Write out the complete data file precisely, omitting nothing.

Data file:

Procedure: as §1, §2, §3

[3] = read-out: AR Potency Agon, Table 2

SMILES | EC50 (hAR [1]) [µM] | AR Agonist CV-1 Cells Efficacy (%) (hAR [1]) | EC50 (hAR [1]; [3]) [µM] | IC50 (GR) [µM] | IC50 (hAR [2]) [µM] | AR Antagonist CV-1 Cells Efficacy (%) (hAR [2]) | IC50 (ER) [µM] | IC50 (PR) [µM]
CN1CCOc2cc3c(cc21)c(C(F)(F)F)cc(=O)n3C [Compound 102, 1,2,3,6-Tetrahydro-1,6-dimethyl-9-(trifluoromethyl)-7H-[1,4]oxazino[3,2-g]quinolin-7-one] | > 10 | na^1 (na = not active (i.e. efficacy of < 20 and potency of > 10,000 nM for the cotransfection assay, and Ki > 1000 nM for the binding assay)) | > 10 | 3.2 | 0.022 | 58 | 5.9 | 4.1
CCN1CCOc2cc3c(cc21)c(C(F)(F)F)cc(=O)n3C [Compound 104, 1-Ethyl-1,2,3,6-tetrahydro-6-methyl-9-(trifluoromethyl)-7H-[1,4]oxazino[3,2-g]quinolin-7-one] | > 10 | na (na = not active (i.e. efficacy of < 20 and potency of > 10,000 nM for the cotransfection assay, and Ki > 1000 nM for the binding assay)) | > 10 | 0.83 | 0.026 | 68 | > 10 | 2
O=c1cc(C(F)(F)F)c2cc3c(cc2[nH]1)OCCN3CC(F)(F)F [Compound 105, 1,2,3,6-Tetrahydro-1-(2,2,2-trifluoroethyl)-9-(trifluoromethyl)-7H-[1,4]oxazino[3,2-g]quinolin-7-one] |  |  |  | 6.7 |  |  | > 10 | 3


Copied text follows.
Procedure: as §1, §2, §3

[3] = read-out: AR Potency Agon, Table 2

SMILES | EC50 (hAR [1]) [µM] | AR Agonist CV-1 Cells Efficacy (%) (hAR [1]) | EC50 (hAR [1]; [3]) [µM] | IC50 (GR) [µM] | IC50 (hAR [2]) [µM] | AR Antagonist CV-1 Cells Efficacy (%) (hAR [2]) | IC50 (ER) [µM] | IC50 (PR) [µM]
CN1CCOc2cc3c(cc21)c(C(F)(F)F)cc(=O)n3C [Compound 102, 1,2,3,6-Tetrahydro-1,6-dimethyl-9-(trifluoromethyl)-7H-[1,4]oxazino[3,2-g]quinolin-7-one] | > 10 | na^1 (na = not active (i.e. efficacy of < 20 and potency of > 10,000 nM for the cotransfection assay, and Ki > 1000 nM for the binding assay)) | > 10 | 3.2 | 0.022 | 58 | 5.9 | 4.1
CCN1CCOc2cc3c(cc21)c(C(F)(F)F)cc(=O)n3C [Compound 104, 1-Ethyl-1,2,3,6-tetrahydro-6-methyl-9-(trifluoromethyl)-7H-[1,4]oxazino[3,2-g]quinolin-7-one] | > 10 | na (na = not active (i.e. efficacy of < 20 and potency of > 10,000 nM for the cotransfection assay, and Ki > 1000 nM for the binding assay)) | > 10 | 0.83 | 0.026 | 68 | > 10 | 2
O=c1cc(C(F)(F)F)c2cc3c(cc2[nH]1)OCCN3CC(F)(F)F [Compound 105, 1,2,3,6-Tetrahydro-1-(2,2,2-trifluoroethyl)-9-(trifluoromethyl)-7H-[1,4]oxazino[3,2-g]quinolin-7-one] |  |  |  | 6.7 |  |  | > 10 | 3